Parents Not Aware of Adolescent Drug and Alcohol Use
> 10/4/2006 1:02:39 PM

A new study that appears in this month's edition of Alcoholism: Clinical and Experimental Research illustrates just how out of touch parents are about their adolescent and teen children's drinking. From the New York Times:

Parents consistently said they believed that their children were using substances less frequently than the children reported. Alcohol use was most common, with 54.4 percent of the teenagers reporting having consumed at least one drink in their lifetimes, and 23.6 percent saying they had been intoxicated. But only 30.5 percent of parents believed that their children had ever had a drink, and only 8.1 percent said their children had ever been drunk.

The authors pointed out that parents failed most at reporting substance use that their offspring described as a problem. Parents of younger children also did poorly, reporting usage at the lowest rate among the age groups.

Neither of these trends come as much of a surprise. The youngest children surveyed were 12 and 13 years-old. It would be difficult for even the most suspicious parent to admit their child was using drugs or alcohol. Likewise, many parents are more than willing to answer that their child has tried drugs or has had a beer. It is another thing entirely to accept that your 14 or 15 year-old may have a drinking or drug problem.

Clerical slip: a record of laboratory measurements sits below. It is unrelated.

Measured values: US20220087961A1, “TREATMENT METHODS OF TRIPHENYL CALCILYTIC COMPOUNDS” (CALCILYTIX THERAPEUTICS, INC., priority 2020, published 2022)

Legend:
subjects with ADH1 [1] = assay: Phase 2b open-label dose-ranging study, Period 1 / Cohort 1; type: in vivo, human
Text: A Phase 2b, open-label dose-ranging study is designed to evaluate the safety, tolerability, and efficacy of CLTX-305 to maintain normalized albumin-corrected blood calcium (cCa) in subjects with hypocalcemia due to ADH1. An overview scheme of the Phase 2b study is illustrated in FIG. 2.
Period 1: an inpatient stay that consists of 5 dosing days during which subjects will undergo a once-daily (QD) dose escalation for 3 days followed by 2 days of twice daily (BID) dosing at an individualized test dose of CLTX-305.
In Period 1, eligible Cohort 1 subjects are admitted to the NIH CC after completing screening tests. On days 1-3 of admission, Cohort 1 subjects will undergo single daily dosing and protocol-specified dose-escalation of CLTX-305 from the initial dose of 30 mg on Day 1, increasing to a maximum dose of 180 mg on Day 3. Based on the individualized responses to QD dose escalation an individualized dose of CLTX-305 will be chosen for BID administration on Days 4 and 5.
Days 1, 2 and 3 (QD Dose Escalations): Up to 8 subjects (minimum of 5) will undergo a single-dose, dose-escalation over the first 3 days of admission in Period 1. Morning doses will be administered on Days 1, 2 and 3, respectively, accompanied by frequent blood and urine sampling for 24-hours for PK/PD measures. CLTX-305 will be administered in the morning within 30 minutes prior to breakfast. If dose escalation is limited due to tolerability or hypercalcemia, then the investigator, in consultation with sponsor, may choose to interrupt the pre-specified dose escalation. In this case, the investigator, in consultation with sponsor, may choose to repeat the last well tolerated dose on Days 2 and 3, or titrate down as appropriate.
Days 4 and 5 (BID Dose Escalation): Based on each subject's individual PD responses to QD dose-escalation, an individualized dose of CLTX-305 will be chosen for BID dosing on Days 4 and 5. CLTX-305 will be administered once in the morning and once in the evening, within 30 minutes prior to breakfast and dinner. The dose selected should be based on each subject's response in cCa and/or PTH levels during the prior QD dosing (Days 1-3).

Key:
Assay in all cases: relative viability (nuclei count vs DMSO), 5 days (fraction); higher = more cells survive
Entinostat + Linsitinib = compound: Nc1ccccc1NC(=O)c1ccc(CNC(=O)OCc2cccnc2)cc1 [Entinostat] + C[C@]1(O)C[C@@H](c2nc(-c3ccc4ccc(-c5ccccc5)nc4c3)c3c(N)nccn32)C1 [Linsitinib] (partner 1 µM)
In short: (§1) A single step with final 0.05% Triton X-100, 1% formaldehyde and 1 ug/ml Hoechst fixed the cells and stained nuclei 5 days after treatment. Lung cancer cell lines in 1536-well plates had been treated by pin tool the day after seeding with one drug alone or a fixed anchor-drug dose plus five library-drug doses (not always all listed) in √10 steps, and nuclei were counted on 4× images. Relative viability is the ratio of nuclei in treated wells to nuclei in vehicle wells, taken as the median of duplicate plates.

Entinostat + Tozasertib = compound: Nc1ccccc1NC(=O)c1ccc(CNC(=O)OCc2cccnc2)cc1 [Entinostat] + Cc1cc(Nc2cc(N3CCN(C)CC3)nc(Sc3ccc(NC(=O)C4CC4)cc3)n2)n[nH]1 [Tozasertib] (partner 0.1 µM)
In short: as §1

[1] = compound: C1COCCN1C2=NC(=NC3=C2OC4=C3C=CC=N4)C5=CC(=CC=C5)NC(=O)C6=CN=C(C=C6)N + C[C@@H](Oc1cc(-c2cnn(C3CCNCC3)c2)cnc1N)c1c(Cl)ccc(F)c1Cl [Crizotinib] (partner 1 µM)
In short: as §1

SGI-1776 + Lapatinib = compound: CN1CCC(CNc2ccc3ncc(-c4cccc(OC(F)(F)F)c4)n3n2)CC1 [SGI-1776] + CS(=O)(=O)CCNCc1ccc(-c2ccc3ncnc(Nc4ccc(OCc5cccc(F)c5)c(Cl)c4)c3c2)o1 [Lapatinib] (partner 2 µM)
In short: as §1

The authors conclude that this information should be used in future research into youth drug and alcohol abuse. Often parent reporting plays a part in those studies, but this new research shows just how unreliable that information can be. In reality, this research should again underscore the need for parents to be vigilant and involved in the life of their children. Giving kids space to learn and grow is important, especially during adolescence. But this is also a dangerous time for powerful habits to be formed, and parents need to talk with their children about drugs and alcohol, focusing on honesty and safety.

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